Penalty for Theft if value of stolen items NOT proven

Given the adjustments made by Republic Act No. 10951 to the penalties imposed under the Revised Penal Code, in People v. Mejares (G.R. No. 225735. January 10, 2018), the Supreme Court had to adjust the penalty to be imposed on accused-appellant.

Since the penalty in cases of theft is dependent on the value of stolen personal properties, it is critical to ensure that the penalty is based on the value proven during trial, and not merely on the Information or uncorroborated testimonies presented by the prosecution. Here in the case of Mejares, a perusal of the records leads to the conclusion that while the Regional Trial Court reduced the value of the stolen jewelry from P1,000,000.00 to P500,000.00 on the basis of the complainant's social standing, such determination is devoid of evidentiary basis.

Citing People v. Paraiso and People v. Marcos in Francisco v. People, the Supreme Court explained that "an ordinary witness cannot establish the value of jewelry" and that courts cannot take judicial notice of the value of properties when "[it] is not a matter of public knowledge [or] unquestionable demonstration"; thus:
The value of jewelry is not a matter of public knowledge nor is it capable of unquestionable demonstration and in the absence of receipts or any other competent evidence besides the self-serving valuation made by the prosecution, we cannot award the reparation for the stolen jewelry.
The Regional Trial Court did not only err in setting the amount of the stolen jewelry on the basis of nothing but the complainant's social standing, but also in sustaining the values of the other stolen items as they appeared in the Information and asserted by the complainant. These items were valued as follows: the antique Rolex wristwatch at P400,000.00, the foreign currencies at P86,308.00, and cash at P50,000.00. They were valued this way since no other competent evidence such as in the form of watch make, model description, receipts, or exchange rates was presented to satisfactorily prove their value.Thus, in the absence of factual and legal bases, the amount of P1,056,308.00 could not be the basis to determine the proper penalty to be imposed on accused-appellant. On the same ground, the complainant is likewise not entitled to reparation. Instead, the rule articulated in Candelaria v. People[48] applies:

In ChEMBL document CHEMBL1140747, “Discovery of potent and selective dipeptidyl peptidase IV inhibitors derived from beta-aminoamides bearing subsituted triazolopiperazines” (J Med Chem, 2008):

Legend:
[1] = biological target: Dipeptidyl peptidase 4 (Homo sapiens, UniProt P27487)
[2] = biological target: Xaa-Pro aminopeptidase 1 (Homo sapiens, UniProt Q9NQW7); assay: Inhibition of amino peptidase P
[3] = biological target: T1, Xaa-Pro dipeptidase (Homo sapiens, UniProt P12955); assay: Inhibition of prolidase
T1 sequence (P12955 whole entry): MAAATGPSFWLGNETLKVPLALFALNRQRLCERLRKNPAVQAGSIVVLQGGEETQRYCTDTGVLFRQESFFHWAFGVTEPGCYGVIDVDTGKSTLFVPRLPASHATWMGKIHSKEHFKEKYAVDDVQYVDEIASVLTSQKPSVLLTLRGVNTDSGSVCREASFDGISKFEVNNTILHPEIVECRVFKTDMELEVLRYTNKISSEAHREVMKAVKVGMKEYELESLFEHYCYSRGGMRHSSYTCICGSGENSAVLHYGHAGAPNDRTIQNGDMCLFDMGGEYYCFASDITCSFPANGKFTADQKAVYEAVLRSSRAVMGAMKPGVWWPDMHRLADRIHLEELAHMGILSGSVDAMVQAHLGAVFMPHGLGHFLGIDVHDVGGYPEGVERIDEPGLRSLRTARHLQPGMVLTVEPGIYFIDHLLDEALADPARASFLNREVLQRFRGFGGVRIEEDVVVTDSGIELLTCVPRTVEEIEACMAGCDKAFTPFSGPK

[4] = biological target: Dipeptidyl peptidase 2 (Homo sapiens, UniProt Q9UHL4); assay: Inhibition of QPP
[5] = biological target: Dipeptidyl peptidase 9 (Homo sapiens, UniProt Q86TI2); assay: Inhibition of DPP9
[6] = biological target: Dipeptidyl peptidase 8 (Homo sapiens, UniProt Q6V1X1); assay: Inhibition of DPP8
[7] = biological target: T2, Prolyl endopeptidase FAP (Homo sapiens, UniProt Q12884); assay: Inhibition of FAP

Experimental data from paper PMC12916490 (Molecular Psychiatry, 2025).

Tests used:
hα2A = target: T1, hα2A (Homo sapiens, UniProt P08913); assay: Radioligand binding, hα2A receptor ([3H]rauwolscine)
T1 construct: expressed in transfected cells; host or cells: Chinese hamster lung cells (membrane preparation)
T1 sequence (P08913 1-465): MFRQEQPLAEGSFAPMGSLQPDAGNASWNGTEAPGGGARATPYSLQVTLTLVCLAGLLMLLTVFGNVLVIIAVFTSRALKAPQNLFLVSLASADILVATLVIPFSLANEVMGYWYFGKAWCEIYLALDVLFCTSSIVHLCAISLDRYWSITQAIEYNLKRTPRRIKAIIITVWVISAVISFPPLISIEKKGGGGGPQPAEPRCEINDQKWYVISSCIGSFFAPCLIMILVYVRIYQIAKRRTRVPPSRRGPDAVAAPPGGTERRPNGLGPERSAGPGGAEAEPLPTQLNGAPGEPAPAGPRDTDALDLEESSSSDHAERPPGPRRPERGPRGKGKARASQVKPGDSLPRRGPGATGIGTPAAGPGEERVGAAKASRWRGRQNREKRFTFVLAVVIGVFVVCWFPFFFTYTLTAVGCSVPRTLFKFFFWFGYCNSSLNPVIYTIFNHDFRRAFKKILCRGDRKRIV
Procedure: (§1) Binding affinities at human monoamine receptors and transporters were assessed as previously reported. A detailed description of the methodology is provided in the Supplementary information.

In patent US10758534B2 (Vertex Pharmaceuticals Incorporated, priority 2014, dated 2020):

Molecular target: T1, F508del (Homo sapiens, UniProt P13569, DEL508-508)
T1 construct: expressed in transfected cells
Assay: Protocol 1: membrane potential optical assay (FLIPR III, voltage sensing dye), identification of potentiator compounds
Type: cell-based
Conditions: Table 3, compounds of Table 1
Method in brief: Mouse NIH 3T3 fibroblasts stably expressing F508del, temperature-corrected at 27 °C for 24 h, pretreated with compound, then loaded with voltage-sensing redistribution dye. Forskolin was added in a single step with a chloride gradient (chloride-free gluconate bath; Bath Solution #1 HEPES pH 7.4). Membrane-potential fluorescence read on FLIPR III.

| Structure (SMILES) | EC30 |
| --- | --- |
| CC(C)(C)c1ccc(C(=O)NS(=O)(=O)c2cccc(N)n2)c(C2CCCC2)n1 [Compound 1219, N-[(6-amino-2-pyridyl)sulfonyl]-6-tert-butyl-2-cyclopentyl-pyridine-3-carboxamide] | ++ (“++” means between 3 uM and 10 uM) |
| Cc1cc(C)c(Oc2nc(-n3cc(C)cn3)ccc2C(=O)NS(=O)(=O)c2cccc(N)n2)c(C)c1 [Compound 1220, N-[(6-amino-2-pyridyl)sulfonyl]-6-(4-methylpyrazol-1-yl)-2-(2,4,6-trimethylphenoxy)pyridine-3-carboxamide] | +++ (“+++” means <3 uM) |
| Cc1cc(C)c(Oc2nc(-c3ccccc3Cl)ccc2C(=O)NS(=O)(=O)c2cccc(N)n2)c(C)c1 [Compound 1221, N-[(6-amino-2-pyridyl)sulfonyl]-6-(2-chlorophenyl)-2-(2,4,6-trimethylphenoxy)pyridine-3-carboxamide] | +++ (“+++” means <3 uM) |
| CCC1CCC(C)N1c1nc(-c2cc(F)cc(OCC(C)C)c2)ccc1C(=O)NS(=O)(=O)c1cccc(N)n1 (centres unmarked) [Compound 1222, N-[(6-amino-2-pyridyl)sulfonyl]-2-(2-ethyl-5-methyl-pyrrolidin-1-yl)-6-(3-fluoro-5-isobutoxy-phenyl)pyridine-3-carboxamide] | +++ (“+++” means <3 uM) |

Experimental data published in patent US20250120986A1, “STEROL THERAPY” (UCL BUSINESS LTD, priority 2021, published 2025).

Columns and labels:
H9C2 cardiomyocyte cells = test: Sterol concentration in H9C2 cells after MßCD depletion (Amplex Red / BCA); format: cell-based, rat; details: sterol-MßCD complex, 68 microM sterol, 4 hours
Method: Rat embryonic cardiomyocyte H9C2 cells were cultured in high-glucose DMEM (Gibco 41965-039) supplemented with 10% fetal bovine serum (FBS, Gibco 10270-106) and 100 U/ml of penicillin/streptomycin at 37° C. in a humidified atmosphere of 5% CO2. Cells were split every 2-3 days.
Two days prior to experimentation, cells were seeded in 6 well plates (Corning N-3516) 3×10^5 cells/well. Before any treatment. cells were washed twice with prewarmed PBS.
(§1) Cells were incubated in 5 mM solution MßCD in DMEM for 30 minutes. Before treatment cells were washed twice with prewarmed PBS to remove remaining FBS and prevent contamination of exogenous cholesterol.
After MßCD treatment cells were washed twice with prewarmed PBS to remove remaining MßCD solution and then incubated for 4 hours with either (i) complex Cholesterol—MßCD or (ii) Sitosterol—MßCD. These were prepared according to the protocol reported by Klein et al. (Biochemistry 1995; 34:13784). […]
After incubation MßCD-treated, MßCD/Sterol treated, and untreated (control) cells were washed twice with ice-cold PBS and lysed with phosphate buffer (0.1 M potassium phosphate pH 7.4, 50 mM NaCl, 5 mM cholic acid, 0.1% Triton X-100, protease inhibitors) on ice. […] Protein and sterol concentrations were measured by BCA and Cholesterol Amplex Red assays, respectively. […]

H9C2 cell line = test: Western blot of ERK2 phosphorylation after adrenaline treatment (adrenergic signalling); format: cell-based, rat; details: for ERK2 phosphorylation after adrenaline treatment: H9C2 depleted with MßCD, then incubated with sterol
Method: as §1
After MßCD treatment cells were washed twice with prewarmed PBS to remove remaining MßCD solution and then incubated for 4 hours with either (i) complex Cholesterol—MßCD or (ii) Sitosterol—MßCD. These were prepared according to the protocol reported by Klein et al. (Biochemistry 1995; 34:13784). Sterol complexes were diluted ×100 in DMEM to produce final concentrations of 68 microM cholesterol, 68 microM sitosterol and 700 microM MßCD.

In the absence of independent and reliable corroboration of such estimate, the courts may either apply the minimum penalty under Article 309 or fix the value of the property taken based on the attendant circumstances of the case.
Given that the value of the stolen personal properties in this case was not determined by reliable evidence independent of the prosecution's uncorroborated testimonies, this Court is constrained to apply the minimum penalty under Article 309(6) of the Revised Penal Code, as amended by Section 81 of Republic Act No. 10951, which is arresto mayor.

However, in view of Article 310 of the Revised Penal Code concerning qualified theft,[50] accused-appellant must be meted a penalty two (2) degrees higher, i.e., prision correccional in its medium and maximum periods with a range of two (2) years, four (4) months, and one (1) day to six (6) years.

Also applying the Indeterminate Sentence Law, where there are no modifying circumstances and the minimum of the indeterminate penalty is computed from the full range of arresto mayor in its maximum period to prision correccional in its minimum period and the maximum of the indeterminate penalty is reckoned from the medium of prision correccional in its medium and maximum period, accused-appellant must only suffer a minimum indeterminate penalty of four (4) months and one (1) day of arresto mayor to a maximum of three (3) years, six (6) months, and twenty-one (21) days of prision correccional.

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